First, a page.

There is enormous diversity in the city of Paris.
I attend the Intitut Catholique de Paris, in the 6th arrondissement. It’s an interesting place. I could almost throw a stone from my classroom window to the inordinately beautiful Jardin du Luxembourg, or Saint Sulpice in the other direction. The 6th is a very chic area; sparkling Vespas and swish cafés line the streets. Notice below a shop window display that never ceases to surprise me. Currently, the window exhibits two pairs of swimming shorts – with adult and child sizes, priced at €130 and €75 respectively.
Par contre, I live in Saint-Denis. Just north of Paris, the district referred to frequently by the first letters of its post code, “le neuf-trois”, is notoriously dangerous. More often than not, in response to me disclosing my place of residence, I hear, “c’est chaud quand meme!” Literal translation: “even so, that is hot”. What they mean is, “Crumbs, that’s a dangerous area to live in”.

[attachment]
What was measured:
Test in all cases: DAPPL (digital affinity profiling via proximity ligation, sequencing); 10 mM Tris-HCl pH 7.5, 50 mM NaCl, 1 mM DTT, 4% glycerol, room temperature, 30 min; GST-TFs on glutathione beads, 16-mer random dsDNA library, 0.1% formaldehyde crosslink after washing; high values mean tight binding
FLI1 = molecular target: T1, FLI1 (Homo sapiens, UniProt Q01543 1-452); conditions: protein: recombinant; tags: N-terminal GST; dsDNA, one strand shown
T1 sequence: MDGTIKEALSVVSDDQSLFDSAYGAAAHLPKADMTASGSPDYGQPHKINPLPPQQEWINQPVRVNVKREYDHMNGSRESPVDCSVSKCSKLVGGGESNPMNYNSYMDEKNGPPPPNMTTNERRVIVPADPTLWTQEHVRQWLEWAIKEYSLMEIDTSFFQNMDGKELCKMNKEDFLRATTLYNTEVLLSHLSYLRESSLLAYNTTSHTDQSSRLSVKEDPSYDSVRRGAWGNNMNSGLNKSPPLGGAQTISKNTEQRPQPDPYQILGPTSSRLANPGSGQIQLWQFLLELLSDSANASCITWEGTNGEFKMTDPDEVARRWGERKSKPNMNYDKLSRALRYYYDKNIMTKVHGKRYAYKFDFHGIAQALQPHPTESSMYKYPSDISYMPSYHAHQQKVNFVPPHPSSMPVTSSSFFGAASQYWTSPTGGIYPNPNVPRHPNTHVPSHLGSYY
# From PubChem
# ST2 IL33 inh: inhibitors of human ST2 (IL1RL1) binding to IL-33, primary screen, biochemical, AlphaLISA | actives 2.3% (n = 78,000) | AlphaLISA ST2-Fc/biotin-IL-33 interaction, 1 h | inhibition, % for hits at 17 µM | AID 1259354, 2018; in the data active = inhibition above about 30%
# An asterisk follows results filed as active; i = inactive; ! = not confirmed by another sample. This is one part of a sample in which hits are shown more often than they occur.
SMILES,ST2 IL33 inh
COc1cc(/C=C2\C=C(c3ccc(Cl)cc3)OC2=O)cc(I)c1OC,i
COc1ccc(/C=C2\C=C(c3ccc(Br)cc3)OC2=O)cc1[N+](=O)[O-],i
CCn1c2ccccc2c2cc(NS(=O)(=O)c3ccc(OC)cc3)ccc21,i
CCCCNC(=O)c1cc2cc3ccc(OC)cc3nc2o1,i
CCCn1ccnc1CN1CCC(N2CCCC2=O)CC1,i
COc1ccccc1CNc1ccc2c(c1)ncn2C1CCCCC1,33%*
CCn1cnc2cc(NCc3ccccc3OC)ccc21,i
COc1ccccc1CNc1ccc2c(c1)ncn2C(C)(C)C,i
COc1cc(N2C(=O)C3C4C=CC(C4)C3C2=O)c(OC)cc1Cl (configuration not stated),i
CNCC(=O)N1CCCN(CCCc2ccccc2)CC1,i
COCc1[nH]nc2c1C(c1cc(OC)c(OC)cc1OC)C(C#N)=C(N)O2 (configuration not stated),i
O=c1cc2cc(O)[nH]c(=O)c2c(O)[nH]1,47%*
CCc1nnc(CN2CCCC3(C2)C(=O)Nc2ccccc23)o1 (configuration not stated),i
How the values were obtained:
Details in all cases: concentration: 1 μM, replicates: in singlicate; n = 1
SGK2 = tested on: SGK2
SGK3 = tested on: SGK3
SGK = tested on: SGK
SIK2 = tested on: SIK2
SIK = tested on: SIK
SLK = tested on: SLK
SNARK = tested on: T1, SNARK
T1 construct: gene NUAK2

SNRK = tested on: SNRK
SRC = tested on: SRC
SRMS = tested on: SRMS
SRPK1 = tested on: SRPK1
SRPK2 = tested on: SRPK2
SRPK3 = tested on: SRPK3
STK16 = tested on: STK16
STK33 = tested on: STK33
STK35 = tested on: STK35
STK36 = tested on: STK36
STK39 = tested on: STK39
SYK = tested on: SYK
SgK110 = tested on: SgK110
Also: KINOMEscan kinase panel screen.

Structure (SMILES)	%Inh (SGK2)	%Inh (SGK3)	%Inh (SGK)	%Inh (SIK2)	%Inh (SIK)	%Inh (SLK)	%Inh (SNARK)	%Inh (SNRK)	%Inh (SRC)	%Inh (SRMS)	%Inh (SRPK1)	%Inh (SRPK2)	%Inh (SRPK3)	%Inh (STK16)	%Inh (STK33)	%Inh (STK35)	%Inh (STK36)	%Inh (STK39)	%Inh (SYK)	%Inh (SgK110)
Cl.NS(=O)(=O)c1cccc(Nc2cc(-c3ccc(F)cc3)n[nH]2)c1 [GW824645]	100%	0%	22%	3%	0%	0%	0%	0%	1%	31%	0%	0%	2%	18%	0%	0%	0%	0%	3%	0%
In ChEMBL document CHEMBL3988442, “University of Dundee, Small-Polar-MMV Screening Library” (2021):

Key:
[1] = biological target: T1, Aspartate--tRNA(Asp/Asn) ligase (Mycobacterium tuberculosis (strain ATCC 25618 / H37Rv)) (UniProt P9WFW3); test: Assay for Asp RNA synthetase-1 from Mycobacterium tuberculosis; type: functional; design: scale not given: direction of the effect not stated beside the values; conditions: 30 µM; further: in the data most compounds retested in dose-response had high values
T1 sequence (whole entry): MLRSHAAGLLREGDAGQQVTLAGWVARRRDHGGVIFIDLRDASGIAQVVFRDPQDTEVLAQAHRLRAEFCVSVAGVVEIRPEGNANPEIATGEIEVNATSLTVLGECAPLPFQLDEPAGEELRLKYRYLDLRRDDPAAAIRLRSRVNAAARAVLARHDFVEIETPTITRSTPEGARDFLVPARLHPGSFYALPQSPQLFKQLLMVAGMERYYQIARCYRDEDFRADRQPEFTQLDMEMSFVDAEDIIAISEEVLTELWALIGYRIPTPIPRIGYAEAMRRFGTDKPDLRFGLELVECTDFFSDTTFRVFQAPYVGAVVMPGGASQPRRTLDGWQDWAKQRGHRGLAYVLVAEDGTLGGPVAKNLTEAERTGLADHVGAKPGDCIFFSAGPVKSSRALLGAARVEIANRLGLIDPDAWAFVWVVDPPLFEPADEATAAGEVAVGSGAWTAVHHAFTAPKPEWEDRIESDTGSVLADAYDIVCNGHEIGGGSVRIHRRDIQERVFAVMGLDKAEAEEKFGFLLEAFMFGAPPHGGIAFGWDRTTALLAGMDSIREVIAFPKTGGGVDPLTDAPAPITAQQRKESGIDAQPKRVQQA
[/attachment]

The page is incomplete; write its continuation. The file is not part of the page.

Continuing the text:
I’ve not had any experiences in my ten months at Saint-Denis to put me off living here, but it occasionally feels like a different world. I’m not sure whether Saint-Denis dangerous reputation is the reality, but it must be one of the poorest suburbs of Paris. I may well be moving at the end of this academic year, and I would like to try to capture the character of this town before I leave. The following are the first photos in this series.
Flowers have recently appeared on the bridge at Saint-Denis Station.
This is the ‘toilet’ that the homeless people use in my street.
Peaches – Just 3 euros/KG in Saint-Denis. My flat mate says that if one travels further into Saint-Denis it feels more like the 3rd world. Perhaps an overexageration.
A bill-board in Saint-Denis. Fresh posters appear every few days.